The chemical industry & big data

22 Jan 2019


By Mike Snape, Partner at Oliver Wight EAME

Without question, big data is set to transform the way the chemical industry operates – for the better. Big data is nothing new – organizations have collected information for decades, but the crucial difference is that we now have the technological capability to do something useful with it. Used properly, it gives an organization the edge over its competitor, and in an ever more competitive and volatile environment, can mean the difference between thriving, or surviving, (or not).

Given the scope of its various market sectors and customers, the chemical industry is not naturally suited to the 21st century, which rewards agility and flexibility. Modern markets are changing more rapidly than ever before, with chemical companies having to contend with catering to new customer segments, globalization, fluctuating raw material costs, increasing competition, and developments in technology.

What’s so great about big data?

Historically, the chemical industry has been fairly predictable, with innovation and analysis of markets a biannual, or even annual event. In a 21st century framework, this is detrimental – companies that do this are missing valuable opportunities. By harnessing big data in the right way, organizations can reduce costs, increase margins and streamline processes, as well as allocating resources in line with the strategic goals and future objectives.

Greater forecast accuracy is one of the many benefits, as predictive analysis is refined using big data. By using corresponding tools, such as modelling, and sophisticated IT systems to identify hidden patterns and interpret early signals, an organization can make adjustments and realign its strategy early enough to avoid fire-fighting in the future. It promotes a proactive approach, rather than a reactive culture.

Analytics also enables companies to anticipate future customer behaviors to inform their forward business plan with true knowledge. By understanding what the customer wants and is likely to want in the future, chemical organizations can stay a step ahead in terms of meeting customer demand, with faster response times and shorter lead times. A better understanding of markets will also ensure that there is focus on the right ones and will create shorter-term results to please shareholders, whilst optimizing profitable and sustainable growth in the long term.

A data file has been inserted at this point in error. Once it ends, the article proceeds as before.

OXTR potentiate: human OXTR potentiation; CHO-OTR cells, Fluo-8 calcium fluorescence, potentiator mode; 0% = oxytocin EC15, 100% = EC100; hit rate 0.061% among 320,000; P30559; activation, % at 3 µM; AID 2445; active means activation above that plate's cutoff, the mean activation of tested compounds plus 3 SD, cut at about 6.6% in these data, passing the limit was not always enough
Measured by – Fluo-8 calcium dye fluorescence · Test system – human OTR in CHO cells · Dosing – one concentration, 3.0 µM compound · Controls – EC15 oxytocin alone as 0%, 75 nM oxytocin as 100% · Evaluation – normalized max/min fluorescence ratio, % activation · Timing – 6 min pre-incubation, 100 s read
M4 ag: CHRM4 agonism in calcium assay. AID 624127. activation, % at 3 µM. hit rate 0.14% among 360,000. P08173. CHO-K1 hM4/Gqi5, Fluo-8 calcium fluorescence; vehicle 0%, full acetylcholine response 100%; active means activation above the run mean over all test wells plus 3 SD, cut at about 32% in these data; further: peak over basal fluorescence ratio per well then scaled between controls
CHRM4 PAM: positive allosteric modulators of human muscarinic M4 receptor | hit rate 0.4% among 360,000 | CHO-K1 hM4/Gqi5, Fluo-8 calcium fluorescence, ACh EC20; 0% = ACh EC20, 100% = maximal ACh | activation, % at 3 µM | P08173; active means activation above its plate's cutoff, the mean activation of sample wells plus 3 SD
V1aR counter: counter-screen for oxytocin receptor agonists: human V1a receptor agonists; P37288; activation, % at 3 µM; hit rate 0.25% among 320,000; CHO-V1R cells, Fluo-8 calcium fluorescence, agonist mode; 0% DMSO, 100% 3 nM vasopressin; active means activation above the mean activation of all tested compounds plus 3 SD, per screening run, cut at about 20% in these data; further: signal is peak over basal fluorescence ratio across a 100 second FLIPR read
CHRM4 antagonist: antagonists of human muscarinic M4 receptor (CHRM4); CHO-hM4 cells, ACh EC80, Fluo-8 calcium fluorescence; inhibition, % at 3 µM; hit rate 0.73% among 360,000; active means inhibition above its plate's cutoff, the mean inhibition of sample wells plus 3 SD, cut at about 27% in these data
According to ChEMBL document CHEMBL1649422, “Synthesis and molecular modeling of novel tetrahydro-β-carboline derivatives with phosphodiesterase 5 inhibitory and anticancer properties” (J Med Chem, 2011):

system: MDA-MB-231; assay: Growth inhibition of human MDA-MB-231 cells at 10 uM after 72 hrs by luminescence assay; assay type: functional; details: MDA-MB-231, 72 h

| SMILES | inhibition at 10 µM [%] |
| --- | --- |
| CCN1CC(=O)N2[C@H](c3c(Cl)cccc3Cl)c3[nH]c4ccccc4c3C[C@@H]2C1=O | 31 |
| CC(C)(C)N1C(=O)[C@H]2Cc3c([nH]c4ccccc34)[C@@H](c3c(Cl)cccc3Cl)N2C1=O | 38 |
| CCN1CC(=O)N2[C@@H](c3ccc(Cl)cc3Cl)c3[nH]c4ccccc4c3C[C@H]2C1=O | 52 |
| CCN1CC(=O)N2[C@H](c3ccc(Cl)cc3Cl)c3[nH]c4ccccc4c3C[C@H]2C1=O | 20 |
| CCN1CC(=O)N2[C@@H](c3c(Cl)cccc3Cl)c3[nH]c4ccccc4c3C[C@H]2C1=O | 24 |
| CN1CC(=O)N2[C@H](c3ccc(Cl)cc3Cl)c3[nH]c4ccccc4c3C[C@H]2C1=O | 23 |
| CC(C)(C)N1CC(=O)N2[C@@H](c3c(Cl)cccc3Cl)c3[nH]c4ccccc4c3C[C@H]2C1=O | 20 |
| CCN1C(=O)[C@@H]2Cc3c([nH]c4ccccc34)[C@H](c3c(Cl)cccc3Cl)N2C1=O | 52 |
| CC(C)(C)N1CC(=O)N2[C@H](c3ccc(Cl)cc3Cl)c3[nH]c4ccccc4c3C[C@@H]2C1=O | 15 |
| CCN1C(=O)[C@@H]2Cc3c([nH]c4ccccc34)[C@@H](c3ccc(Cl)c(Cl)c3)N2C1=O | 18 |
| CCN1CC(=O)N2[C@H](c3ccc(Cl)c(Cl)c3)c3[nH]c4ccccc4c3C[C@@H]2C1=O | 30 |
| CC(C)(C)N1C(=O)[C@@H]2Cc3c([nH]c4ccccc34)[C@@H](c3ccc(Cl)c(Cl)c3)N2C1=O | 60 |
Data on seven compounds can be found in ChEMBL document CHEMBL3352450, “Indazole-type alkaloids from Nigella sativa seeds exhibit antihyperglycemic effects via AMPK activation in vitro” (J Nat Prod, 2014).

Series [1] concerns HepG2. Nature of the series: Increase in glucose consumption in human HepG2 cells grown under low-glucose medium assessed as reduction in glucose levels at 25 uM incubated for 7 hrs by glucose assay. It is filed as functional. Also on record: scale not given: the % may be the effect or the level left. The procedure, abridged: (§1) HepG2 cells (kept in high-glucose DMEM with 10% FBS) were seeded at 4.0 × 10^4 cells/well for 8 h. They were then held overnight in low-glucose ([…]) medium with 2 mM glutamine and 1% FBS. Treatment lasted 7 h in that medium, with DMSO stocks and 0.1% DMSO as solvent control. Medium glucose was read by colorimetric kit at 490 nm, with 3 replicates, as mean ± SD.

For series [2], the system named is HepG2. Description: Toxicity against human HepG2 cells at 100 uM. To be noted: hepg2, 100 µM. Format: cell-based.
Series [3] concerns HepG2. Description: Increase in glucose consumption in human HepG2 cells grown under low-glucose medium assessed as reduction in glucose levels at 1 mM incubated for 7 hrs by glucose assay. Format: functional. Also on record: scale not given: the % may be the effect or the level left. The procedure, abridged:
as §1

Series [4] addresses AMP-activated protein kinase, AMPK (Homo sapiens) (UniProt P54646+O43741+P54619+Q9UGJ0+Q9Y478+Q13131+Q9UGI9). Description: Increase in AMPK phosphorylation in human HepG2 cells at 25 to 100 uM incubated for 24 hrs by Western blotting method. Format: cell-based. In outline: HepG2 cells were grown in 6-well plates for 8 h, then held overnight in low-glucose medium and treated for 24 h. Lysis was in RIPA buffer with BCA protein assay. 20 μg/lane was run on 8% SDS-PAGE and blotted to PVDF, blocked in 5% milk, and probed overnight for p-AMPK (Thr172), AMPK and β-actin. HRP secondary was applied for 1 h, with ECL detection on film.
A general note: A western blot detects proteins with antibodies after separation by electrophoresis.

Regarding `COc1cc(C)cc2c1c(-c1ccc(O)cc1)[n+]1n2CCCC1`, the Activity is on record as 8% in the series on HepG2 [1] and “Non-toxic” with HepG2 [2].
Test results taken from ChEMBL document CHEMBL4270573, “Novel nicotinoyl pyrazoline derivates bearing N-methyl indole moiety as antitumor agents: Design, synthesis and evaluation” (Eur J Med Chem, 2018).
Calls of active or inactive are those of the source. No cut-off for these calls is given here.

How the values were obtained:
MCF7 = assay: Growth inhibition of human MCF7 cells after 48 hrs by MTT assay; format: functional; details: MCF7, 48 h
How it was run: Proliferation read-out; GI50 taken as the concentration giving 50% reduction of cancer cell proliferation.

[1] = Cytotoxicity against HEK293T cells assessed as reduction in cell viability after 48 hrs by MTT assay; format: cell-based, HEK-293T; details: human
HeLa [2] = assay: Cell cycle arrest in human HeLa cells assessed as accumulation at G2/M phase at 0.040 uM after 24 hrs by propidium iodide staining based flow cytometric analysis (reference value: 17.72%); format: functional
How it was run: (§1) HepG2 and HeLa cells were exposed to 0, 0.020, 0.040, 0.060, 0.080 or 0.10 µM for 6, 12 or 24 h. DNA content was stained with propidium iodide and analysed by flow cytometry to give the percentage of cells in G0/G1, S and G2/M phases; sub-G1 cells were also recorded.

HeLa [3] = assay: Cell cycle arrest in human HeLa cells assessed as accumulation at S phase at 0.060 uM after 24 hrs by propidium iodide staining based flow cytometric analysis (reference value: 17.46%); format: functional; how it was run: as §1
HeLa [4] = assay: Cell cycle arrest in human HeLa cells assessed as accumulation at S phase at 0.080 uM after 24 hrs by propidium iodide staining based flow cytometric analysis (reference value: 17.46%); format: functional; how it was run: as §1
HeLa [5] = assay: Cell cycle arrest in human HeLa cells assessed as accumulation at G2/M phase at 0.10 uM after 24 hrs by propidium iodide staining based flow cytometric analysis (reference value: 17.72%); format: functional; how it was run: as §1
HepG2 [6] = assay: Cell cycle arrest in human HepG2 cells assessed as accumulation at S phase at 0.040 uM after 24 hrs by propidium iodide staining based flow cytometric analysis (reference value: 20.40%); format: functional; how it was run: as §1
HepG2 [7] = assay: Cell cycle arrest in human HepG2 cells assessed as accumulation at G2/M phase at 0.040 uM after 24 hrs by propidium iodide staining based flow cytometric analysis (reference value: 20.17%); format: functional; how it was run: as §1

Practically speaking, data and analytics can have hugely beneficial effects in the chemical industry.


In process-based industries, one of the proven benefits of advanced analytics is increased yield, whether through improved production or reducing waste. Similarly, superior quality is a by-product of advanced analysis, as insights emerge as to exactly which parameters influence yield variation. By carefully pinpointing which processes are underperforming and using data to assess the effect of the varying factors on production, organizations can decide on a course of action as to how to best tackle issues that are negatively affecting yield.

Preventative maintenance & asset management

There are now predictive maintenance systems for equipment used in chemical manufacturing, such as turbines and compressors. These are fitted with sensors that collect continuous data, which is then subsequently analyzed to identify patterns and prompt intervention before breakage, or to source parts in preparation for breakage occurs to reduce the amount of time that the equipment is out of action. By avoiding unanticipated machine shut-downs, chemical organizations can optimize performance and productivity.

Supply chain

Big data also has a role in optimizing a lean supply chain, especially in transportation logistics, which is crucial for the delivery of raw material for production, and for shipping out products. Advanced analytics give organizations the ability to analyze weather patterns and forecasts, highlighting events that might cause delays in supply chain such as tornadoes, earthquakes, and other natural disasters. Based on these statistics, companies can then form contingency plans – identifying backup suppliers, for example – to enable them to continue to meet operational targets.

Data-sharing can also encourage transparency; linking internal and external data sources and sharing information can strengthen end-to-end planning along the multiple segments of the supply chain.

Pricing & purchasing

There are several factors that impact chemical pricing; market demand, raw material & energy pricing, exchange rates, competitor strategy, weather, etc., making chemical pricing strategy complex. Traditionally, it’s largely been based on experience, ‘gut feeling’ and outdated data - methods which are clearly unreliable and prone to inaccuracy By using big data, manufacturers can leverage information from multiple sources to track prices, identify when to make key purchases, and explore cost-reduction strategies. Not only does this promote increased profitability, but it can also provide competitive pricing solutions to customers.

  • Author(s)

Share buttons: email linkedin twitter